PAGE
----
All rats were randomly assigned to 4 groups ( per group). Two-month-old SD rats were anesthetized, the right paravertebral muscle of the L4-5 segment of rats was separated to expose the right lamina and the outer edge of the lamina, and L-shaped titanium rods (approximately 4 mm at one end and 3 mm at the other end) with a diameter of 0.63 mm were inserted into the L4 and L5 foramen. The rods were inserted into the foramen at 30° to the dorsal midline and 10° to the vertebral horizontal line . In the sham group, only the L4 and L5 laminae and the outer edge of the lamina were exposed. The rats in the CCD model group () were treated with intrathecal injection on the second day after the operation, and 10 μL HT (100 μm) was injected slowly for approximately 40 seconds.
2.5. Assessment of Pain Behaviors
Three researchers assessed the rats’ behavioral scores separately and in a double-blind manner. As previously reported , beginning on Day 0 postoperatively, the paw withdrawal mechanical threshold (PWMT) was assessed by the same researcher every two days using the BME-404 electronic mechanical pain detector (Chinese Academy of Medical Sciences, CAMS, Beijing, China), and thermal paw withdrawal latency (TPWL) was assessed by the same researcher every two days using the BME-410C thermal analgesia tester (CAMS).
2.6. Quantitative Real-Time PCR (qRT–PCR)
HNPCs were incubated for 24 h with 50 ng/mL TNF-α and 20 or 100 μM HT or were left untreated. Microglia were incubated for 24 h with 1 μg/mL LPS and 20 or 100 μM HT or were left untreated. Total RNA was extracted from HNPCs and microglia in each group with an RNA extraction kit (Yishan Biotechnology, China) and reverse transcribed into cDNA with a 20 μL reverse transcription kit (Yishan Biotechnology). 2 × RealStar Power SYBR Real-time Quantitative PCR Mix (High ROX) (Genstar, China) on a 7500 RT–PCR system (ABI, USA) was used to conduct qRT–PCR. Table 1 lists all the nucleotide sequences of the primers used in this experiment.
2.7. Western Blotting (WB) Analysis
HNPCs were incubated for 1 h or 48 h with 50 ng/mL TNF-α and 20 or 100 μM HT or were left untreated. Microglia were incubated for 1 h or 48 h with 1 μg/mL LPS and 20 or 100 μM HT or were left untreated. The SDH was collected from the rats and lysed for 1 h with 100-150 μL protein extraction buffer (1% PMSF+RIPA); the total protein contents in microglia and HNPCs were then extracted. The proteins were separated and transferred to polyvinylidene fluoride (PVDF) membranes. The bands were incubated with primary antibodies (all at 1 : 1000 dilution), including antibodies targeting NLRP3, COX-2, MMP-13, iNOS, ADAMTS-4, Bcl-2, cleaved caspase-3 (c-caspase3), Bax, IL-6, TNF-α, phosphorylated p65 (p-p65), p65, phosphorylated-AKT (p-AKT), AKT, phosphorylated-ERK (p-ERK), ERK, and GAPDH (1 : 5000, Proteintech, China) (Table 2), and secondary antibodies (1 : 5000, Proteintech, China). The protein bands were detected using a Tanon 5200 imaging system (Tanon, China).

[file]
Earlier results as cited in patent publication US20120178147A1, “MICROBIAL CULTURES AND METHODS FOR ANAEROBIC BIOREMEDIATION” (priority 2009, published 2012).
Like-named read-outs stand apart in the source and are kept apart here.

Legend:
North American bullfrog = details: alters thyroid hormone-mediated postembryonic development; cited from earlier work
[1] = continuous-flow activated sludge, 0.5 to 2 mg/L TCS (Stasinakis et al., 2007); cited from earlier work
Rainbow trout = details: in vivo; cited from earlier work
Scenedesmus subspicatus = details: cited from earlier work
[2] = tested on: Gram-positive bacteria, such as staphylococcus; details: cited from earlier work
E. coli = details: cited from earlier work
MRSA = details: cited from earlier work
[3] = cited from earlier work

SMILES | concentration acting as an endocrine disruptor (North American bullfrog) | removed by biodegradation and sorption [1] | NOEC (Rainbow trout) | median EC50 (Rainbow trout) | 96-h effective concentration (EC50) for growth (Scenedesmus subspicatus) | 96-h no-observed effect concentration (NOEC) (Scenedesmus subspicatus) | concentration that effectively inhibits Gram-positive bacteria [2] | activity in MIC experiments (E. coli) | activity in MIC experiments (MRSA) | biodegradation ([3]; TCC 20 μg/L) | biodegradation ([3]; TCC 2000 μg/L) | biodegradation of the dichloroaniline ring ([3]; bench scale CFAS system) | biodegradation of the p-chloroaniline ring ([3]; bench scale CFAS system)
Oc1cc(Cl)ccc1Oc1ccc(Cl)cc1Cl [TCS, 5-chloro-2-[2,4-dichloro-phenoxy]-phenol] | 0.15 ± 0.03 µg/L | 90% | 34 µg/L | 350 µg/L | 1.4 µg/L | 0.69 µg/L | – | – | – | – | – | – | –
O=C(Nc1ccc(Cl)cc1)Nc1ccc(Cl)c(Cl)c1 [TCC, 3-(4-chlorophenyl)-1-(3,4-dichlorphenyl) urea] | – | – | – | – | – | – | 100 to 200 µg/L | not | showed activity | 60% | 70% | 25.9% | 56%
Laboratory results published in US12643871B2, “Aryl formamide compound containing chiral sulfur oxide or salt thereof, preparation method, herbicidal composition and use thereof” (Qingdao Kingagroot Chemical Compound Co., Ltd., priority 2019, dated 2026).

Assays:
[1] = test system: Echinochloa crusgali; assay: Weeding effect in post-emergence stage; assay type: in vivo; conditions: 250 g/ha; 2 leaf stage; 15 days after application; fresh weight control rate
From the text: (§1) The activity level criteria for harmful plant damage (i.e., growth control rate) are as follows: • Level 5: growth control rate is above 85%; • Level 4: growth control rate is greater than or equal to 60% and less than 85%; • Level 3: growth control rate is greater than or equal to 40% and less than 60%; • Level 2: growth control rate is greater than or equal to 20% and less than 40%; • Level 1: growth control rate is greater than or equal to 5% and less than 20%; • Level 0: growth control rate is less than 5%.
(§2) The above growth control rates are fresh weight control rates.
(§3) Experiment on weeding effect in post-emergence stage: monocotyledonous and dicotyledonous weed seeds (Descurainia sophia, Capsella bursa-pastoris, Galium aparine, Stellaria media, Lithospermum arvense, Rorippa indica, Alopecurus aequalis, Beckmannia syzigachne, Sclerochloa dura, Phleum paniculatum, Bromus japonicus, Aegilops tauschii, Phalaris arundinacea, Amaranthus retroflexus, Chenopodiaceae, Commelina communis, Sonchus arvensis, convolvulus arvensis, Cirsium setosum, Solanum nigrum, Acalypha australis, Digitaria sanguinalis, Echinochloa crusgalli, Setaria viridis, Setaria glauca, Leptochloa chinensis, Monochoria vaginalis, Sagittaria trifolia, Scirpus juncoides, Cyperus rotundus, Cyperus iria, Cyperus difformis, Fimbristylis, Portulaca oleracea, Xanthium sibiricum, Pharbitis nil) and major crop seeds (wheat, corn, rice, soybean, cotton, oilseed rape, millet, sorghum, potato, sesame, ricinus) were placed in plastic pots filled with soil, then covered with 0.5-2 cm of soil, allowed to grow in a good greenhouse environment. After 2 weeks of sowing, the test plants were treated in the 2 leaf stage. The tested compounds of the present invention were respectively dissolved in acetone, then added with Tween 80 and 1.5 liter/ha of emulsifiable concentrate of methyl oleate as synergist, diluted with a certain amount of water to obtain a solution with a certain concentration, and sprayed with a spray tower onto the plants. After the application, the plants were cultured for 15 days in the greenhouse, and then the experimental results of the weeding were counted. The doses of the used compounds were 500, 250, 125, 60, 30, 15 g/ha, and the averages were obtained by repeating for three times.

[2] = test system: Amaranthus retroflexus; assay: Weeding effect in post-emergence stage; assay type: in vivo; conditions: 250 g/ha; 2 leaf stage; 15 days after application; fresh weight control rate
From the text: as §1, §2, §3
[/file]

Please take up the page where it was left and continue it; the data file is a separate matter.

2.8. Flow Cytometry
A flow cytometry assay was performed after the cells had been stained with propidium iodide (PI) and annexin V-FITC at 25°C for 20 min using the BD Biosciences Assay Kit (USA). A BD FACSCalibur Flow Cytometer (BD Biosciences, USA) was used for analysis.
2.9. JC-1 Assay
A Beyotime Biotechnology (China) assay kit was used for the JC-1 experiment. In brief, HNPCs were incubated with JC-1 staining solution at 37°C for 30 min and then washed three times using 1X JC-1 buffer.
2.10. Mitochondrial Permeability Transition Pore (Mptp) Assay
An Mptp Assay Kit (Beyotime Biotechnology) was used to investigate the opening of the Mptp. In brief, HNPCs were incubated with calcein AM staining solution at 37°C for 45 min and then with preheated culture solution at 37°C for 30 min, washed with PBS 2-3 times, and then added to detection buffer solution for observation under a fluorescence microscope.
2.11. ROS Assay
Dichlorodihydrofluorescein diacetate (DCFH-DA) was added to fresh serum-free medium at a dilution ratio of 1 : 1000 and added dropwise to the cell culture plate for cell incubation at 37°C for 20-30 min according to the instructions of the ROS assay kit (Beyotime Biotechnology) .